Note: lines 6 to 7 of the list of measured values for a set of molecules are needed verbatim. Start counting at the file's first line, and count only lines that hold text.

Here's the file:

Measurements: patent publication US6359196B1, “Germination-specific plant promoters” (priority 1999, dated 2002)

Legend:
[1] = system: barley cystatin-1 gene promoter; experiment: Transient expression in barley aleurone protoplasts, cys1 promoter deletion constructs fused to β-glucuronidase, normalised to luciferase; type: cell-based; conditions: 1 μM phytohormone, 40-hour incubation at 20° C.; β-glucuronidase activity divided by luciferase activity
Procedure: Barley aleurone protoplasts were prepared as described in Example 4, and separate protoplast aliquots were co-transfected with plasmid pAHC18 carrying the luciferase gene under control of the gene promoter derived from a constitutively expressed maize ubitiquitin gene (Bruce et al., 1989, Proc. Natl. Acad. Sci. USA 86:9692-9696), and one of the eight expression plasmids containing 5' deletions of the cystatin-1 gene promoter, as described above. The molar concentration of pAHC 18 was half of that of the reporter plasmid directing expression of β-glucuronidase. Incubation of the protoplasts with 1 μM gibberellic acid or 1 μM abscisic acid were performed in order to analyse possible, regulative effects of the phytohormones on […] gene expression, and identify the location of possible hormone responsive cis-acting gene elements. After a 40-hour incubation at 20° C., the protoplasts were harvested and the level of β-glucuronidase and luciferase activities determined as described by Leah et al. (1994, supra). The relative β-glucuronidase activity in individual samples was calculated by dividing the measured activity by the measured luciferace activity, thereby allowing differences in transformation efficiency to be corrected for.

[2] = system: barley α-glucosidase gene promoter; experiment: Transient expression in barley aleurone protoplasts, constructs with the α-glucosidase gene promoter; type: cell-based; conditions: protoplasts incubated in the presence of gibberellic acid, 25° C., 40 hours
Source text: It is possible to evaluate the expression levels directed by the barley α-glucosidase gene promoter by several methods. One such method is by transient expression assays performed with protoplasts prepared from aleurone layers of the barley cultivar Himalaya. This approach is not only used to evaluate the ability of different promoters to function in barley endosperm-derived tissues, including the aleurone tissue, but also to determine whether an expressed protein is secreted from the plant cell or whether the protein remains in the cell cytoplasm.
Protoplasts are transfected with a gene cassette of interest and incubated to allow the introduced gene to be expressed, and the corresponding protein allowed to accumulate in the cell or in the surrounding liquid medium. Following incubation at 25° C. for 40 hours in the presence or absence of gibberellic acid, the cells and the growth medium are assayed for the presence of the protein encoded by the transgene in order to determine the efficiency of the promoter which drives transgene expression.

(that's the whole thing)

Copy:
Source text: It is possible to evaluate the expression levels directed by the barley α-glucosidase gene promoter by several methods. One such method is by transient expression assays performed with protoplasts prepared from aleurone layers of the barley cultivar Himalaya. This approach is not only used to evaluate the ability of different promoters to function in barley endosperm-derived tissues, including the aleurone tissue, but also to determine whether an expressed protein is secreted from the plant cell or whether the protein remains in the cell cytoplasm.
Protoplasts are transfected with a gene cassette of interest and incubated to allow the introduced gene to be expressed, and the corresponding protein allowed to accumulate in the cell or in the surrounding liquid medium. Following incubation at 25° C. for 40 hours in the presence or absence of gibberellic acid, the cells and the growth medium are assayed for the presence of the protein encoded by the transgene in order to determine the efficiency of the promoter which drives transgene expression.